Transient liquid water and water activity at Gale crater on Mars

F. Javier Martín-Torres, María-Paz Zorzano, Patricia Valentín-Serrano, Ari-Matti Harri, Maria Genzer, Osku Kemppinen, Edgard G. Rivera-Valentin, Insoo Jun, James Wray, Morten Bo Madsen, Walter Goetz, Alfred S. McEwen, Craig Hardgrove, Nilton Renno, Vincent F. Chevrier, Michael Mischna, Rafael Navarro-González, Jesús Martínez-Frías, Pamela Conrad, Tim McConnochieCharles Cockell, Gilles Berger, Ashwin R. Vasavada, Dawn Sumner, David Vaniman

Research output: Contribution to journalArticlepeer-review

279 Citations (Scopus)


Water is a requirement for life as we know it. Indirect evidence of transient liquid water has been observed from orbiter on equatorial Mars, in contrast with expectations from large-scale climate models. The presence of perchlorate salts, which have been detected at Gale crater on equatorial Mars by the Curiosity rover, lowers the freezing temperature of water. Moreover, perchlorates can form stable hydrated compounds and liquid solutions by absorbing atmospheric water vapour through deliquescence. Here we analyse relative humidity, air temperature and ground temperature data from the Curiosity rover at Gale crater and find that the observations support the formation of night- time transient liquid brines in the uppermost 5 cm of the subsurface that then evaporate after sunrise. We also find that changes in the hydration state of salts within the uppermost 15 cm of the subsurface, as measured by Curiosity, are consistent with an active exchange of water at the atmosphere-soil interface. However, the water activity and temperature are probably too low to support terrestrial organisms. Perchlorates are widespread on the surface of Mars and we expect that liquid brines are abundant beyond equatorial regions where atmospheric humidity is higher and temperatures are lower.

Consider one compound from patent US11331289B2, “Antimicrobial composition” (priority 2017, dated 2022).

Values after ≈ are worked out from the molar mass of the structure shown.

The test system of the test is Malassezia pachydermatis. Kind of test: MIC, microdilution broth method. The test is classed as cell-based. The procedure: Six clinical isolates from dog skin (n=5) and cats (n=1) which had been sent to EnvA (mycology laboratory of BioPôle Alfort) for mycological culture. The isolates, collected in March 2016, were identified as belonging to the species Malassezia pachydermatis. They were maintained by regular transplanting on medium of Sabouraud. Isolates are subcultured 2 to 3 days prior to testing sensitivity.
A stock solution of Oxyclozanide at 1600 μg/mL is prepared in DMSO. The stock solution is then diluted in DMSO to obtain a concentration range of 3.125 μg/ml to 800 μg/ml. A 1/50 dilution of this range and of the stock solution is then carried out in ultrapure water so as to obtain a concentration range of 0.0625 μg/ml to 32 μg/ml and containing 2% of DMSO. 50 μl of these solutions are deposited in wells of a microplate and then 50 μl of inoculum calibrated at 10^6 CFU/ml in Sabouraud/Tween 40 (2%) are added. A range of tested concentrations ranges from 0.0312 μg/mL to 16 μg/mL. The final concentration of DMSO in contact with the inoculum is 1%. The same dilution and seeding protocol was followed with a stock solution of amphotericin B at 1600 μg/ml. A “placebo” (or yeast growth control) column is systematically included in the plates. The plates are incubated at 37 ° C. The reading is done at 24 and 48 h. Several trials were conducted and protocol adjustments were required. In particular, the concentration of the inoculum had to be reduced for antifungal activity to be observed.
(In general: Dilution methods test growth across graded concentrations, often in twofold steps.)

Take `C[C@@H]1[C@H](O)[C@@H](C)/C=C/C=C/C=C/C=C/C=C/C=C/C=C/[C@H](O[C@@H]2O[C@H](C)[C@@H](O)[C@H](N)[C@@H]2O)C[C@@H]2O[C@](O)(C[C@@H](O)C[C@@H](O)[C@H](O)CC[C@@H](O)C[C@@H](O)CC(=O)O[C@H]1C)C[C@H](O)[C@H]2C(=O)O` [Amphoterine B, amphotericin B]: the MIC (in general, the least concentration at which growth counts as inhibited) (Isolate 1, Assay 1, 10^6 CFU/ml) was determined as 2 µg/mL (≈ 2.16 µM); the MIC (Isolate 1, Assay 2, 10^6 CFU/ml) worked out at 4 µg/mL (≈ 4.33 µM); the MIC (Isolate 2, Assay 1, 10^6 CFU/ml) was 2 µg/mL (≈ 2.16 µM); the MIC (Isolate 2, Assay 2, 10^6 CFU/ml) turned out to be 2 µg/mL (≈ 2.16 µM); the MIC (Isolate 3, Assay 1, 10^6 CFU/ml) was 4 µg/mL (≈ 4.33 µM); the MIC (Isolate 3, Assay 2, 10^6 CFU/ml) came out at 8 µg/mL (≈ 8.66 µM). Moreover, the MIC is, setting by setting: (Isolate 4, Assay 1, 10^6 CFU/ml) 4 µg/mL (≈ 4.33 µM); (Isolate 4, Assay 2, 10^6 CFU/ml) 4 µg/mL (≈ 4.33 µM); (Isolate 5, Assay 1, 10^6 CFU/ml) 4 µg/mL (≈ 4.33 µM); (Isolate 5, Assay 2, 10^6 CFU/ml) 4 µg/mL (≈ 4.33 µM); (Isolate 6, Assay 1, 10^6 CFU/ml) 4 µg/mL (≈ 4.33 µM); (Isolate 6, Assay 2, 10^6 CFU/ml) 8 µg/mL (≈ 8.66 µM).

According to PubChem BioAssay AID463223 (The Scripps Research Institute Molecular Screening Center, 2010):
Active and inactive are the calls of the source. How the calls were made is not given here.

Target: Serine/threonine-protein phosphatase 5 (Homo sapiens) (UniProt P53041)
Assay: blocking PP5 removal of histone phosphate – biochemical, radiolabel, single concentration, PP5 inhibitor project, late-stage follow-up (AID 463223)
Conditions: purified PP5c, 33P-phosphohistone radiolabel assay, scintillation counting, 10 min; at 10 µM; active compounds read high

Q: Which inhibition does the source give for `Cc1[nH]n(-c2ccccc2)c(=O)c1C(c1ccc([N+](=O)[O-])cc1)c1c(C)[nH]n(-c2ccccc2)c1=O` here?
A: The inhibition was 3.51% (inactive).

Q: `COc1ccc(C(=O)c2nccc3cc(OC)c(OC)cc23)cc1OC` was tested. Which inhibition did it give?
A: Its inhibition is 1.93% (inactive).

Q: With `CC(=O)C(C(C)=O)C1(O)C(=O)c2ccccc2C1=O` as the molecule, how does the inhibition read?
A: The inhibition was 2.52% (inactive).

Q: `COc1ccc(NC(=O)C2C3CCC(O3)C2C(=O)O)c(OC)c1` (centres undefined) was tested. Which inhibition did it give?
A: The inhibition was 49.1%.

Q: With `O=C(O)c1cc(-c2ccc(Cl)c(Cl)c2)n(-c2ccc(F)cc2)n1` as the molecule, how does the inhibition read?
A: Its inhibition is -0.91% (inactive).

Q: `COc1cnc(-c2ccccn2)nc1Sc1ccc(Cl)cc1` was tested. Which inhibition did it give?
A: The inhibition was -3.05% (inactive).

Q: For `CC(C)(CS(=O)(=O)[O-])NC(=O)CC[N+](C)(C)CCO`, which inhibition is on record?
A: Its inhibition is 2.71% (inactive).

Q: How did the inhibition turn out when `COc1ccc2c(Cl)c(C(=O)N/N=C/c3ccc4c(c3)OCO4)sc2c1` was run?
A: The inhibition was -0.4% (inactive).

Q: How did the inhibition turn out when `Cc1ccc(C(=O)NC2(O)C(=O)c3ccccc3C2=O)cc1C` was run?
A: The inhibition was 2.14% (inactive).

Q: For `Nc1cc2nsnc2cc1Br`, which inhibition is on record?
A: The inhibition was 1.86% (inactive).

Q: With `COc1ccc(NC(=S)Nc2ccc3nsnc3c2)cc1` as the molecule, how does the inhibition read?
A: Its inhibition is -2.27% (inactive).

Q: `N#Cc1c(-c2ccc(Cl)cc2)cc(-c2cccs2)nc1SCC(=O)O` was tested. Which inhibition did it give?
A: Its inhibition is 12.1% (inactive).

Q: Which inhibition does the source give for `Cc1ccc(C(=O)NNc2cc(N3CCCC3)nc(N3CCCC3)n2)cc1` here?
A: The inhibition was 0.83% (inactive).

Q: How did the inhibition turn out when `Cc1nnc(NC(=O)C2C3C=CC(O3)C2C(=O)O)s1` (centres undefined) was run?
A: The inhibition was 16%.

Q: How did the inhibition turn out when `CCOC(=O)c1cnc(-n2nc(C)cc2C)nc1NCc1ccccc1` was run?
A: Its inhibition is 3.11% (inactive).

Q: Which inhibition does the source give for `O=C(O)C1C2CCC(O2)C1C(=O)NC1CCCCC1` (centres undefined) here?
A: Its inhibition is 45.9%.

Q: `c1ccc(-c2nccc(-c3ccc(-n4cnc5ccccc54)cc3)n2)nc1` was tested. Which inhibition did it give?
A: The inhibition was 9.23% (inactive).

Original languageEnglish
Pages (from-to)357-361
Number of pages5
JournalNature Geoscience
Early online date13 Apr 2015
Publication statusPublished - May 2015

Bibliographical note

We are grateful to all of the scientists and engineers who spent many years working to make the MSL mission such a success. We also acknowledge the contribution of the COSPAR Special Region Panel, and J-F. Buenestado-Castro for his support in the documentation process. Part of the research was carried out at the Jet Propulsion Laboratory, California Institute of Technology, under a contract with the National Aeronautics and Space Administration.


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